Facebook gift-givers see new Gifts dashboard
Facebook users who have bought an item through Facebook Gifts are seeing a new dashboard with their purchase history and prompts to buy more gifts for friends.
The dashboard page displays upcoming birthdays and friends with recent special events, such as engagements, weddings or births. Users will also see a row of friends, which changes every time they visit the page. Clicking one of these thumbnails opens up the Gifts storefront. Facebook also offers users the option to look through its catalogue without first indicating who they are shopping for by clicking “Browse Gifts” or “Give a Gift.”
Below this section is a user’s gift history with options to review and track items they’ve bought or received. They can also go back and read the e-card that came with a gift.
Users can access this dashboard from their bookmarks in the sidebar on the left-hand side of Facebook.com, via search or by clicking “See all” in the birthday module on their homepage.
The social network is continuing to build out the Gifts product and find the best way to present it to users. Facebook made $5 million from non-game payments in Q4 2012, a portion of which came from Gifts. One hurdle is that many users remember Facebook’s virtual gift business, and so they might not realize that the new Facebook Gifts is a platform for sending physical goods and products to their friends. Other users might be wary of adding their credit card information on Facebook.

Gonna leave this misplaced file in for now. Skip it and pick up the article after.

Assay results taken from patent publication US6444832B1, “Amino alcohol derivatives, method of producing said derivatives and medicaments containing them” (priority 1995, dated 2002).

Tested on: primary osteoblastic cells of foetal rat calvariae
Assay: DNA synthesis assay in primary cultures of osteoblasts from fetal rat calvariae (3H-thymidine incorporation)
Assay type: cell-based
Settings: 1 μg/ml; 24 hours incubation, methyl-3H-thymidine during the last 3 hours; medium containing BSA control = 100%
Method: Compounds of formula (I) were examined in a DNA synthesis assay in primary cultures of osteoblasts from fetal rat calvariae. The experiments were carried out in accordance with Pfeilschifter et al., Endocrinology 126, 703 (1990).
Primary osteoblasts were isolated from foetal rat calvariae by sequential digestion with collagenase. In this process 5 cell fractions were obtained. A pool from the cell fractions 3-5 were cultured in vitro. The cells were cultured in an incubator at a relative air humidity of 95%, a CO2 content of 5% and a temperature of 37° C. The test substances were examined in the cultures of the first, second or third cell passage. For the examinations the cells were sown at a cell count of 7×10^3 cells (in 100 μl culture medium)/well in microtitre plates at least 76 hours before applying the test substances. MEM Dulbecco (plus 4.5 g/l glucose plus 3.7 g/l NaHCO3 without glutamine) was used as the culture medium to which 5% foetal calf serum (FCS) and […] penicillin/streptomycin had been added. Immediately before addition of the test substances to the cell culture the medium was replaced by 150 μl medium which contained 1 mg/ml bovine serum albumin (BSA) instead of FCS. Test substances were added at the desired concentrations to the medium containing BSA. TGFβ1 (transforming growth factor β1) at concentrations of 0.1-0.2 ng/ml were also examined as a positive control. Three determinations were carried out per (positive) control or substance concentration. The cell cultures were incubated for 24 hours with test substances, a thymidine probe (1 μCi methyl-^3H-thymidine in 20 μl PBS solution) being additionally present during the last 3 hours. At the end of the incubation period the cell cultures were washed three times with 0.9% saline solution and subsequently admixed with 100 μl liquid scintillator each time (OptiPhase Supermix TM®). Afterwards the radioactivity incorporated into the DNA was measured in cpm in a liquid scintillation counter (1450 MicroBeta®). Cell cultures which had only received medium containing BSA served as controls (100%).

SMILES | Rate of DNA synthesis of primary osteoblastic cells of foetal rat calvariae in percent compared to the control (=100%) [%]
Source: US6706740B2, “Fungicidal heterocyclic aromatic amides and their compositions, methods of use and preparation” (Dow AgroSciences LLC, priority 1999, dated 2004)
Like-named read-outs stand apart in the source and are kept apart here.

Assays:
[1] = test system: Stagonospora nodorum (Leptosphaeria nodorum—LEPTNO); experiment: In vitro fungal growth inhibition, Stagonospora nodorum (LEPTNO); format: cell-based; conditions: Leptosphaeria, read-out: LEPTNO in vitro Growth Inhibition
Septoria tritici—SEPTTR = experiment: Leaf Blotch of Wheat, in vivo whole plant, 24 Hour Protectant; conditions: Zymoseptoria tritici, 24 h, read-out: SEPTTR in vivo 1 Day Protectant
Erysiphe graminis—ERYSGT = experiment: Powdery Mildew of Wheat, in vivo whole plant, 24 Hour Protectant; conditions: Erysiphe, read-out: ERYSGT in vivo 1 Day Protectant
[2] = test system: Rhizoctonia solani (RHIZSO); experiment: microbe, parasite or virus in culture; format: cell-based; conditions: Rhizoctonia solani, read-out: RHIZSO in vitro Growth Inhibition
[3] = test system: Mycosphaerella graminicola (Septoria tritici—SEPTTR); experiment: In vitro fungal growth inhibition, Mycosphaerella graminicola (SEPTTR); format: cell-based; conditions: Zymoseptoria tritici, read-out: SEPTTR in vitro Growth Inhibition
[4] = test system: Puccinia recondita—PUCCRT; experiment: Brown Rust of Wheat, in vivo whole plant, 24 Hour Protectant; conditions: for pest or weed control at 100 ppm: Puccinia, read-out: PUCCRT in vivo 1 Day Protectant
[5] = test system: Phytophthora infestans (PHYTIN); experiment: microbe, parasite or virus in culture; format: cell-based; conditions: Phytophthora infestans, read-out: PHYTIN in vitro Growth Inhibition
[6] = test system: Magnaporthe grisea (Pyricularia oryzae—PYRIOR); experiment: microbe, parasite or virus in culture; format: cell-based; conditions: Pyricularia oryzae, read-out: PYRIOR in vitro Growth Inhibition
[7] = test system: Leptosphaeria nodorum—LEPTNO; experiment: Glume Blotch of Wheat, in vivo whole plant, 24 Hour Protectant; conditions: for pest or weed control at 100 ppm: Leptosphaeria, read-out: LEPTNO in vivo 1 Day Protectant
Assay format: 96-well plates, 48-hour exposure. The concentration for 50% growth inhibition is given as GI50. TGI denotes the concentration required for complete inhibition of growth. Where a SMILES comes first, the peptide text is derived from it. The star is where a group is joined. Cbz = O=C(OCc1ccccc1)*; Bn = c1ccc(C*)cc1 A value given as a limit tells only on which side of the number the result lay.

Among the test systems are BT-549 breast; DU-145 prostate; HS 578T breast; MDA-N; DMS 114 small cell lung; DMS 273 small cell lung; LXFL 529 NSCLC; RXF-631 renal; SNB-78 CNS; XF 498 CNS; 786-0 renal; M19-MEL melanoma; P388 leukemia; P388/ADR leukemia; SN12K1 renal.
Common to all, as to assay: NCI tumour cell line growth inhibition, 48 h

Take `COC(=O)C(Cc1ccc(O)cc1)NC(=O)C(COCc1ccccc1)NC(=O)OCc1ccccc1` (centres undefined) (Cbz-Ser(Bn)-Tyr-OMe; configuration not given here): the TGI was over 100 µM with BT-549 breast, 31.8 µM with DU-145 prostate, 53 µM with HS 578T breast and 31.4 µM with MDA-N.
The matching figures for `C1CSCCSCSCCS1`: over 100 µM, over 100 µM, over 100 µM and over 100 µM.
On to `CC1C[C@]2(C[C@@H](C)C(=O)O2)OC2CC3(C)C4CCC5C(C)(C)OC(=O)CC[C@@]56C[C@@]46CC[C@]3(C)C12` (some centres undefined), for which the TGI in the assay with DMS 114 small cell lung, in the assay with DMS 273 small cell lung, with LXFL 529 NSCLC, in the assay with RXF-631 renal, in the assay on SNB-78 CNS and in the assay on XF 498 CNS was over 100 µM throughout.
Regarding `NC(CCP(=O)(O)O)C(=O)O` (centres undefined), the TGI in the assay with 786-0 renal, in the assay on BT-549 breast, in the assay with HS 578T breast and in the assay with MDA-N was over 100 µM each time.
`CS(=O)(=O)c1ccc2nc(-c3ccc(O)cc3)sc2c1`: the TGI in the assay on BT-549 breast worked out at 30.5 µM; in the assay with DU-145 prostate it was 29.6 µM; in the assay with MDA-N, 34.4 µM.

For most users though, it’s simply a matter of presenting the right value proposition, suggesting relevant gifts for the right people, at the right time and price point. For example, on Valentine’s Day, Facebook recommended candy and other themed gifts for the friends users were closest to, such as a boyfriend or girlfriend.
The social network still hasn’t incorporated a key recommendation feature offered by Karma, the app it bought and turned into Gifts. Karma would scan friends’ Facebook posts to identify when someone had good news or was having a bad day. The app would suggest gifts for congratulating or cheering up. We could eventually see Facebook employ natural language processing to do this for its own Gifts product.
Thanks to Hüify CEO Josh Harcus for the tip.